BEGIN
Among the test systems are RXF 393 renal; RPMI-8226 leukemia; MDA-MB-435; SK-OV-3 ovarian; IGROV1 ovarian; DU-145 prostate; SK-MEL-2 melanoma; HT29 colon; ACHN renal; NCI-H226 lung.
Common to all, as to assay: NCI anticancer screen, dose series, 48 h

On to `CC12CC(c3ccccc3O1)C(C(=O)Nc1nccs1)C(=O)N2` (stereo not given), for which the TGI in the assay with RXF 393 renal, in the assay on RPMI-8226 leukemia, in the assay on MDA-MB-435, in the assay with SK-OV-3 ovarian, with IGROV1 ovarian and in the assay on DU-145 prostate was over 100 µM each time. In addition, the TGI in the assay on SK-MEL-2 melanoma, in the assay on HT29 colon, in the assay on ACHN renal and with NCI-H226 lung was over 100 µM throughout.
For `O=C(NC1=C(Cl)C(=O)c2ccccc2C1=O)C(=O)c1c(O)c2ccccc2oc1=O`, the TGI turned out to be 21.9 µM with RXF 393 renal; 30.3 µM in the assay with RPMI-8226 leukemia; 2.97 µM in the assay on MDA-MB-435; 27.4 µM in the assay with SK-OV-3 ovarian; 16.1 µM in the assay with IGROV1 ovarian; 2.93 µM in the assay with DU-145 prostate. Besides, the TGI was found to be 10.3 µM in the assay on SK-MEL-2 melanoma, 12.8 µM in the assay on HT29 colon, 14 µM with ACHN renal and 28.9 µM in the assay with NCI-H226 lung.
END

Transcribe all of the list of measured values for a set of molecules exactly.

Among the test systems are RXF 393 renal; RPMI-8226 leukemia; MDA-MB-435; SK-OV-3 ovarian; IGROV1 ovarian; DU-145 prostate; SK-MEL-2 melanoma; HT29 colon; ACHN renal; NCI-H226 lung.
Common to all, as to assay: NCI anticancer screen, dose series, 48 h

On to `CC12CC(c3ccccc3O1)C(C(=O)Nc1nccs1)C(=O)N2` (stereo not given), for which the TGI in the assay with RXF 393 renal, in the assay on RPMI-8226 leukemia, in the assay on MDA-MB-435, in the assay with SK-OV-3 ovarian, with IGROV1 ovarian and in the assay on DU-145 prostate was over 100 µM each time. In addition, the TGI in the assay on SK-MEL-2 melanoma, in the assay on HT29 colon, in the assay on ACHN renal and with NCI-H226 lung was over 100 µM throughout.
For `O=C(NC1=C(Cl)C(=O)c2ccccc2C1=O)C(=O)c1c(O)c2ccccc2oc1=O`, the TGI turned out to be 21.9 µM with RXF 393 renal; 30.3 µM in the assay with RPMI-8226 leukemia; 2.97 µM in the assay on MDA-MB-435; 27.4 µM in the assay with SK-OV-3 ovarian; 16.1 µM in the assay with IGROV1 ovarian; 2.93 µM in the assay with DU-145 prostate. Besides, the TGI was found to be 10.3 µM in the assay on SK-MEL-2 melanoma, 12.8 µM in the assay on HT29 colon, 14 µM with ACHN renal and 28.9 µM in the assay with NCI-H226 lung.